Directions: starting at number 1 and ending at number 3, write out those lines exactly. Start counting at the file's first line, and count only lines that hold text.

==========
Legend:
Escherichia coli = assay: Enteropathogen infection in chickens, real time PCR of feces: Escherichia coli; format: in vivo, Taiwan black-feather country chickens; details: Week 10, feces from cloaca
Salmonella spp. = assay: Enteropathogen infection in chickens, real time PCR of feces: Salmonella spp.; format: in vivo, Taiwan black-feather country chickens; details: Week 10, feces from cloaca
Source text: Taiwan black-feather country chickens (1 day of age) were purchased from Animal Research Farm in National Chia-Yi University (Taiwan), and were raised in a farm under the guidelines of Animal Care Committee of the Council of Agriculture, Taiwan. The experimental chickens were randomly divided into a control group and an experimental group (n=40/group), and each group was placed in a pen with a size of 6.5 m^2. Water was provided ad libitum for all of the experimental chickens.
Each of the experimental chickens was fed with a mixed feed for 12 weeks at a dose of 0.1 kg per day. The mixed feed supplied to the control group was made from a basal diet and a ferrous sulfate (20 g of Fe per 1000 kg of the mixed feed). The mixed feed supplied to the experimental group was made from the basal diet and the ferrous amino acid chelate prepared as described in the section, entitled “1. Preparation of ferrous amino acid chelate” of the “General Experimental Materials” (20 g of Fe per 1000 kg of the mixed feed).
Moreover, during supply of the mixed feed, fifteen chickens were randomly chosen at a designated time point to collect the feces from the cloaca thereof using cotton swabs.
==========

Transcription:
Legend:
Escherichia coli = assay: Enteropathogen infection in chickens, real time PCR of feces: Escherichia coli; format: in vivo, Taiwan black-feather country chickens; details: Week 10, feces from cloaca
Salmonella spp. = assay: Enteropathogen infection in chickens, real time PCR of feces: Salmonella spp.; format: in vivo, Taiwan black-feather country chickens; details: Week 10, feces from cloaca